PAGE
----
Cleaning, Playing and Setup Advice

Record Cleaning Advice – An Overview

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Someone sits in this room all day, running the records through our proprietary multi-step cleaning process. Every Hot Stamper pressing has been vacuum cleaned on multiple machines using the Walker Enzyme system.

Walker Audio Prelude is the only fluid we recommend for serious SOUND ENHANCEMENT and cleaning of your LPs. You have never heard what’s really in the grooves of your records until you’ve cleaned them using Walker’s system. There is nothing in our experience that works as well.

We’ve also tried a number of “single step” record cleaning fluids and found that none were satisfactory. Disc Doctor is two steps, Walker is three (or four depending on whether you choose to use their new final rinse. At this time we do not). If you can’t see yourself using a three step cleaning process — no matter how much better it makes your records sound — then stick with Disc Doctor. For cheap records alcohol and water are fine. (more…)

Muddy Waters Folk Singer – Vintage Vinyl Vs the Analogue Productions Modern Remaster

One of our good customers has started writing a blog which he calls

A GUIDE FOR THE BUDDING ANALOG AUDIOPHILE

Below is a link to a comparison Robert carried out between two pressings of Folk Singer.

I will post a few comments down the road.

Muddy Waters’ Folk Singer: Analogue Productions Takes On the ’70’s Repress

I have never heard the AP pressing, and have no plans at this time to play one, mostly because not a single one that I have heard on my system was any better than awful.

You can read some of my reviews here:

Analogue Productions

 

Record Cleaning Tips – Walker Audio Prelude 3 Step Enzyme Cleaner

Walker Audio Prelude is the only fluid we recommend for serious SOUND ENHANCEMENT and cleaning of your LPs. You have never heard what’s really in the grooves of your records until you’ve cleaned them using Walker’s system. There is nothing in our experience that works as well.

We’ve also tried a number of “single step” record cleaning fluids and found that none were satisfactory. Disc Doctor is two steps, Walker is three (or four depending on whether you choose to use their new final rinse. At this time we do not). If you can’t see yourself using a three step cleaning process — no matter how much better it makes your records sound — then stick with Disc Doctor. For cheap records alcohol and water are fine.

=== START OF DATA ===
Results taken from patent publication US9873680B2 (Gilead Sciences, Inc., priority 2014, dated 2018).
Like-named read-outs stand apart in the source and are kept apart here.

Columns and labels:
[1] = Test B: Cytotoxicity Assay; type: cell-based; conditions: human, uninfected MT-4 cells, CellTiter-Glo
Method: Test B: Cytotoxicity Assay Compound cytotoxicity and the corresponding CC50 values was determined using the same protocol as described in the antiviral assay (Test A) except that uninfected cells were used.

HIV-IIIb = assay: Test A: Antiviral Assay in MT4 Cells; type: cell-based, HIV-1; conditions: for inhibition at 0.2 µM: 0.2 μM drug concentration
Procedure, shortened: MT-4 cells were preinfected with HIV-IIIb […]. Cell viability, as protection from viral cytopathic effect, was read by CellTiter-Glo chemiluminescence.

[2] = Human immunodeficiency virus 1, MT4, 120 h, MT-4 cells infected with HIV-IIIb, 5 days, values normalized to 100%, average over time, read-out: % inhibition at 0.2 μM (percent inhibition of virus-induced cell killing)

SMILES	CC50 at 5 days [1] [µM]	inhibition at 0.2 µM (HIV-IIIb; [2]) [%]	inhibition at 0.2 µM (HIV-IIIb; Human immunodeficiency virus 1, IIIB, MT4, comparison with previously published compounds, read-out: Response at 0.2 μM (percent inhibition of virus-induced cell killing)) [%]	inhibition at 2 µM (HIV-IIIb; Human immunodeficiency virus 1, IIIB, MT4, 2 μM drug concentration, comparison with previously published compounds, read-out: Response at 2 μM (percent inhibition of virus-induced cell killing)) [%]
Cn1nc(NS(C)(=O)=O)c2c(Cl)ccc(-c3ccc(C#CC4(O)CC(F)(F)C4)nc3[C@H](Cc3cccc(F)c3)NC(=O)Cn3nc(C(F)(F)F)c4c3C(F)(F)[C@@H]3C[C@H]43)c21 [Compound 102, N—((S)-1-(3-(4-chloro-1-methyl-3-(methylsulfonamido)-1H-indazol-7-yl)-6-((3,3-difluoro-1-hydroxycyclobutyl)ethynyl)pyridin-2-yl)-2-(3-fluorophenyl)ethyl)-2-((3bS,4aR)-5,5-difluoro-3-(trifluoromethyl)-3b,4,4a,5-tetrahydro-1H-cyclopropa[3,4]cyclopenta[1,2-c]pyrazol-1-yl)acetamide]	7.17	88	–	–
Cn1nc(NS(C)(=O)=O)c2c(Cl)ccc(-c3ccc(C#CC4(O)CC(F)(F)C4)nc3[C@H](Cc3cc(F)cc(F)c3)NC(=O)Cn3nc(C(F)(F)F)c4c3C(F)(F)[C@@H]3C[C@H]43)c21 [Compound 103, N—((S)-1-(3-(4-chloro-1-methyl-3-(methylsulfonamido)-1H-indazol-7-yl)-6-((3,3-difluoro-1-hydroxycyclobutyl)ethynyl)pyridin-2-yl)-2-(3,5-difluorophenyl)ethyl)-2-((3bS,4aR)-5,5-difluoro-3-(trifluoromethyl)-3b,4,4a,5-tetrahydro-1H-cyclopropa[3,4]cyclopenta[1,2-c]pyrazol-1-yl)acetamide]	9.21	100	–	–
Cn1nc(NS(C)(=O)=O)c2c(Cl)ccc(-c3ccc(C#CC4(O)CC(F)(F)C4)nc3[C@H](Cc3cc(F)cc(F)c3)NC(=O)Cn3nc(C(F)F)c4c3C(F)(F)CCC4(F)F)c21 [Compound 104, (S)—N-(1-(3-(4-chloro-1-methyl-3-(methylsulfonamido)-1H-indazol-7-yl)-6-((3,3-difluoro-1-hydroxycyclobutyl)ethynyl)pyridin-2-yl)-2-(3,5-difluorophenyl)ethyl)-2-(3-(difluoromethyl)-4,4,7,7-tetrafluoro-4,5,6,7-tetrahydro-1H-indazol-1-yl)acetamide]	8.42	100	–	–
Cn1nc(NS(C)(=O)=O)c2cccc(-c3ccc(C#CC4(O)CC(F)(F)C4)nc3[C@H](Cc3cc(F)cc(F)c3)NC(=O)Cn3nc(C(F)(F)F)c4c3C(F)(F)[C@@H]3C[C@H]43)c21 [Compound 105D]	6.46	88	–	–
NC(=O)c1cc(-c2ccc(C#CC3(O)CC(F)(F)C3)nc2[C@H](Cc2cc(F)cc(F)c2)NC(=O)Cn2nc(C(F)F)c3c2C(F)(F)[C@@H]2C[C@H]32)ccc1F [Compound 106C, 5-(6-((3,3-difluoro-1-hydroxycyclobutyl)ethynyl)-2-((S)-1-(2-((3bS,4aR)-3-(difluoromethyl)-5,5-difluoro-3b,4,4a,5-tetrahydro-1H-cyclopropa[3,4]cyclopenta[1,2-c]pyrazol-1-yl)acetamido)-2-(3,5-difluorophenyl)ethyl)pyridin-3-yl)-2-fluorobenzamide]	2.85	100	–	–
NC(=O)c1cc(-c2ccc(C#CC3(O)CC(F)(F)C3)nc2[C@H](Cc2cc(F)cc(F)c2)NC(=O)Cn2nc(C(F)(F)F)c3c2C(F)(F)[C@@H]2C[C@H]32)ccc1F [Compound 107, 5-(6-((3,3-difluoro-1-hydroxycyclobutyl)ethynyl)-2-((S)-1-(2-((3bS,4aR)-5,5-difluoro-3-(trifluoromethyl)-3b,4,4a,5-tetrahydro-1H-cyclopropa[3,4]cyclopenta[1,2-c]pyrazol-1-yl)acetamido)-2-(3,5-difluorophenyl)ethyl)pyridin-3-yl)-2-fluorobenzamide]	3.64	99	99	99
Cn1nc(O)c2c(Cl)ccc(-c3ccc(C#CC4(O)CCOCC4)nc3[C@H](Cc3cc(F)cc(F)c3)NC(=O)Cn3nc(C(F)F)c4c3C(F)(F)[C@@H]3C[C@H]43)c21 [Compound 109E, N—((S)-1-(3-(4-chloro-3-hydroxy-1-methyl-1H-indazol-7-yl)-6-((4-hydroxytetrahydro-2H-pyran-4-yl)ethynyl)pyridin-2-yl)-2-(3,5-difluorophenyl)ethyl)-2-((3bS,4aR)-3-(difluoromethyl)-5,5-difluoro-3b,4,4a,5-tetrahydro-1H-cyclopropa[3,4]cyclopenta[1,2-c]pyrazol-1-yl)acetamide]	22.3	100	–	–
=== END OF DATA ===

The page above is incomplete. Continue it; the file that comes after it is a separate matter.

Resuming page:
Cleaning Hot Stampers

We here at Better Records believe it’s virtually impossible to make meaningful comparisons among used or new (!) records that have not been properly cleaned. We have this fact thrown in our faces on a near daily basis, as so-so record after so-so record reveals layer upon layer of magic in its grooves after a good cleaning.

In 2007 we purchased an Odyssey RCM MKV Cleaning Machine. At about $8000 it’s an excellent machine if money is not at issue. We still use our VPI machine in the early stages of our cleaning process.

Every record that we play in our Hot Stamper shootouts is first scrubbed on the 16.5 with Walker Enzyme fluid and then vacuumed with the Odyssey. Our cleaning regimen involves multiple stages and processes, some of which we have yet to reveal.

For more advice on record cleaning, see below.

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Record Cleaning Tips – Ultrasonic Cleaning

Ultrasonic Cleaning (Old Version)

We have not experimented with Ultrasonic cleaning, although we have heard good things about it from our audiophile friends and customers. It is simply not practical at this time to clean records the way we do — three steps of Walker fluids — and then add the additional steps required to bathe them in ultrasonic fluid and dry them. Our near-full-time record cleaning person can hardly keep up with the demands we make on her these days, what with shootouts going on five days a week. Making the cleaning process more time consuming is just not in the cards for the time being.

Ultrasonic Cleaning (UPDATE 2016)

We have now tried ultrasonic cleaning and are unable to see — read: hear — any benefit relative to the cleaning regimen that we have evolved over the last fifteen years of so.